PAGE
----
“I agreed to participate in the project because it meant I could help improve life in the community when it comes to lighting…The worst part for me was being away from my family for six months, and the best was when we completed the course and returned home to our families with new skills and having traveled to a beautiful, distant place. “I dream of seeing my community powered by solar panels. I imagine that they will be very happy to only have to pay a very small amount compared to what they are now paying. I would say to other women that they should study while they have the opportunity so that they too can fulfill their dreams, that it’s never too late. While there is life, there is hope.”


Verónica Molina Morales (Vero) is an artisan and housewife from El Desemboque de los Seris. She is 42 years old and has a 24-year-old son.

“I thought that I didn’t have the ability to learn something that I had never even imagined existed or to be so far from my family… Because, you know, in our town there are still men that say a woman doesn’t have any reason to study, that she should just stay in here home but it wasn’t like that with me; my husband always supported me… I always say that if I have to travel, although it might be risky, if it were for the good of my family and my town I would make the trip…

“Most difficult was being so far from my family…and well, what is also difficult are the comments in town that perhaps we didn’t really learn what they taught us in India, and therefore we aren’t doing anything, and that the six months that we were there was a waste of time. But for me, the best thing is that language was not a barrier to being able to learn what they were teaching us. I would say to other women that it’s never too late to learn something and to achieve what you set out to do. I want to see that the community benefits from the training project we completed and, that in part, we too will benefit from what we learned there.”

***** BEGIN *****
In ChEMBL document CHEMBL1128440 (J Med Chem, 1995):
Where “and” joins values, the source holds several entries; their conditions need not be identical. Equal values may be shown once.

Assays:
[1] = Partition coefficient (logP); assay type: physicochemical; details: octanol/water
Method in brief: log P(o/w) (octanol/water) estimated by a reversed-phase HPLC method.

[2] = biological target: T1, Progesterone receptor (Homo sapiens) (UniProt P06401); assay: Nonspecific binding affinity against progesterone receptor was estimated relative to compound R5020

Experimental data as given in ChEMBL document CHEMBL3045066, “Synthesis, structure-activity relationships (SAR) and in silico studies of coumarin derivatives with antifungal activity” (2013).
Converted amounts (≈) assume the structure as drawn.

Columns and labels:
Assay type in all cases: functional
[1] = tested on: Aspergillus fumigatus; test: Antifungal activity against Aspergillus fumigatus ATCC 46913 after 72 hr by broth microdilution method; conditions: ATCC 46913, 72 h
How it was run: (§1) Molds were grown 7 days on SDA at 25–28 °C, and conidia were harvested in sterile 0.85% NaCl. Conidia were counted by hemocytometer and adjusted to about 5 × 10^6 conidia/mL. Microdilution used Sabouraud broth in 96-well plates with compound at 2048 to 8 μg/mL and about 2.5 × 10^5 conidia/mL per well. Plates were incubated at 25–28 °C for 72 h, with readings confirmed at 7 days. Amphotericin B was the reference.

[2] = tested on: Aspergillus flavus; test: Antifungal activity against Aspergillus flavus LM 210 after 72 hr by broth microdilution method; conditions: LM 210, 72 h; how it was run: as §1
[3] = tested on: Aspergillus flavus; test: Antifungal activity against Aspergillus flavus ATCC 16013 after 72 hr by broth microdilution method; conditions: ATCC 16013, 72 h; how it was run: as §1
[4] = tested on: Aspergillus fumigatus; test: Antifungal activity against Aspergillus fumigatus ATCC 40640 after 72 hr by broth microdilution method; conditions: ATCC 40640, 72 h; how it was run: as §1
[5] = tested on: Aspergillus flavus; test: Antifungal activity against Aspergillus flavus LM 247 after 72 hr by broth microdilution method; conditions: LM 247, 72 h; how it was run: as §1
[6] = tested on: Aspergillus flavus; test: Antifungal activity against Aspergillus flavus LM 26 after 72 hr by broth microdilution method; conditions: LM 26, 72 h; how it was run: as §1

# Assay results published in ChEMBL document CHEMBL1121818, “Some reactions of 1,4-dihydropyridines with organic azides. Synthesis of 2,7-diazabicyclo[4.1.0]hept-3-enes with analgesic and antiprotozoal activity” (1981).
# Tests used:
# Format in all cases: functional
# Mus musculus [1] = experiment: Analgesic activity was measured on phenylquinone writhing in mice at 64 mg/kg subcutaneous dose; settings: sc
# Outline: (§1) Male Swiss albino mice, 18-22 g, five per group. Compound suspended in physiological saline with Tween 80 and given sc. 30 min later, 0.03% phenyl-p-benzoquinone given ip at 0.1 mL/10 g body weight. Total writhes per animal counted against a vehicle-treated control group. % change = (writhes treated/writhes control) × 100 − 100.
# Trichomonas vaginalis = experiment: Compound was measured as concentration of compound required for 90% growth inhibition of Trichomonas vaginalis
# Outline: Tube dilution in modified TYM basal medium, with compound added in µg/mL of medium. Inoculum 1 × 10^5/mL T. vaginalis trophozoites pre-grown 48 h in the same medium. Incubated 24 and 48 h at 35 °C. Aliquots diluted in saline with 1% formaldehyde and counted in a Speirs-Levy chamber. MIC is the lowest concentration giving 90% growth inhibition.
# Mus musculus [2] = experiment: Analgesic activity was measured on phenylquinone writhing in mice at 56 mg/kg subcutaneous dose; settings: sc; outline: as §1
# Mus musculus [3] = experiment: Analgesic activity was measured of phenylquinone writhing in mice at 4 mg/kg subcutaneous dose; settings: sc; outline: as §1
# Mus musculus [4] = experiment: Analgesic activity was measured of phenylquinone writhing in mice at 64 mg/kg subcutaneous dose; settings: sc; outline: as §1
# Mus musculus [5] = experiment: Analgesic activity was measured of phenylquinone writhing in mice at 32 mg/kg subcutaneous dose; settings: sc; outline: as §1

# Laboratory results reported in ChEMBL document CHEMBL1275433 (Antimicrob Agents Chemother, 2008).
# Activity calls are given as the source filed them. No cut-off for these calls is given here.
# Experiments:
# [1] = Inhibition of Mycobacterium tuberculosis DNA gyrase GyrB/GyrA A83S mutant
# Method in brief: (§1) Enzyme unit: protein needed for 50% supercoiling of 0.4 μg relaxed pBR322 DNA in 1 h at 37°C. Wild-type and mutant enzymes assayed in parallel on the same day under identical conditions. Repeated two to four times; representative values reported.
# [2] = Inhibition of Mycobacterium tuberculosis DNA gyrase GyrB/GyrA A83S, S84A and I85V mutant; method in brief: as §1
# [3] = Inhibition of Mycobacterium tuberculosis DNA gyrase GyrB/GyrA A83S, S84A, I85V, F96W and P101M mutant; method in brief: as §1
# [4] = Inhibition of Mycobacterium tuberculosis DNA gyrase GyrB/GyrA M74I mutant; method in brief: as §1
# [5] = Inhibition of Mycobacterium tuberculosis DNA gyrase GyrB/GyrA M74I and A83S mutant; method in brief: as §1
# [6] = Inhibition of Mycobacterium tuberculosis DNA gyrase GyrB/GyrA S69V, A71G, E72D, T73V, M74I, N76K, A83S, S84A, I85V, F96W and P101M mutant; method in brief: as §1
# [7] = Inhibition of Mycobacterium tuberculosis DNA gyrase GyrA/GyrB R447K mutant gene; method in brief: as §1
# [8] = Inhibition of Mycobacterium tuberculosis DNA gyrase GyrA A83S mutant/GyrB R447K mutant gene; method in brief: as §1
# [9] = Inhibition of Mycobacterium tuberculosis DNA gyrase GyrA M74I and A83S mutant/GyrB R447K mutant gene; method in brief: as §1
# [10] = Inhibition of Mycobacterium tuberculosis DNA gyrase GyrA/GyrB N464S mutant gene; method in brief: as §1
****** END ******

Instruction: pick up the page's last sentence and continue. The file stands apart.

Imelda Guillermina Barnett Díaz (Mina) is an artisan and cultural affairs representative from Punta Chueca. She is 41 years old, has an 18-year-old daughter and two sons, ages 11 and 16.

“This has been a very important step for me in my growth as a person, learning more things, although it was difficult to make the decision to be so far from home, to leave my children, and not see them for such a long time. But the best moment was when we finished the training full of new skills, a new project, and the reception from our people. They all organized a party for us…. Oh! And now I have friends from the other side of the world, my teachers and our classmates…

“People are always asking me when we are going to start work and that means that they are expecting something from us. They feel confident that we’re going to accomplish something. My children, my parents, my husband and my sisters: I’ve had their support and confidence from the beginning. While I was there, they talked with me always to encourage me. My children have said many times that they are very proud of me and that makes me feel very good, and my youngest son wants to study solar engineering.

“I’m getting good feedback…. I know that what we learned is not going to be in vain. Sooner or later we’re going to get what we need to carry out our project and it will be for the good of both our community and ourselves….”


Francisca Barnett Díaz (Fran) is an artisan and housewife from Punta Chueca. She is 47, and has 2 daughters and 2 sons between the ages of nine and 19.

“I agreed to go to India so that I could help my community. There are many people without electricity in their homes because they cannot pay the bill. Sick people suffer the most for not having power. To have the opportunity to participate in this project has helped me to see that I have the ability to do things that I never thought myself capable of doing. My main driving force has always been my children.”

This article was originally published in Melóncoyote. It has been re-published on IC with permission.